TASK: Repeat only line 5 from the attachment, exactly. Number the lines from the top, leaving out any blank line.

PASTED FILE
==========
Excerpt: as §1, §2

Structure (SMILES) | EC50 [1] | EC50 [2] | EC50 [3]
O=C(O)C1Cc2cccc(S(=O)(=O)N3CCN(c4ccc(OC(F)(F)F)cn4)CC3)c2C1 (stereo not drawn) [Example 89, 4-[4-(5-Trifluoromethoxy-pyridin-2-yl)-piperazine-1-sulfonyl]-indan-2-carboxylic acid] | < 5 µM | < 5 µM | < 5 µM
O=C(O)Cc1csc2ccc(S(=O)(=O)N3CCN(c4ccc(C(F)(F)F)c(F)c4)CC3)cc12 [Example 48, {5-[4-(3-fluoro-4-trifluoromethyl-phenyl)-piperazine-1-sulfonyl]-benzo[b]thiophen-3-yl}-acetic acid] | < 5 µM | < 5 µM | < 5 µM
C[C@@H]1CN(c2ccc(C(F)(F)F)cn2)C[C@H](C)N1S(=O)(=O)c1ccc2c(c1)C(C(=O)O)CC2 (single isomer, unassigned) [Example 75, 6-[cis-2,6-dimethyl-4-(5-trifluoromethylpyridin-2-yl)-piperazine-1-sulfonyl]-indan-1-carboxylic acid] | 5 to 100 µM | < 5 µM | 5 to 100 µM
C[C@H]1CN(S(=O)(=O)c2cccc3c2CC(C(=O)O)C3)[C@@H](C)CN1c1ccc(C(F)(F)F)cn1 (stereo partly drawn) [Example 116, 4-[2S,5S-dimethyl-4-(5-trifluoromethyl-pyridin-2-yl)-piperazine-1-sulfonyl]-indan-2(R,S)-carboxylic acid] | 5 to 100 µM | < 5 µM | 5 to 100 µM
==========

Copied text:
C[C@@H]1CN(c2ccc(C(F)(F)F)cn2)C[C@H](C)N1S(=O)(=O)c1ccc2c(c1)C(C(=O)O)CC2 (single isomer, unassigned) [Example 75, 6-[cis-2,6-dimethyl-4-(5-trifluoromethylpyridin-2-yl)-piperazine-1-sulfonyl]-indan-1-carboxylic acid] | 5 to 100 µM | < 5 µM | 5 to 100 µM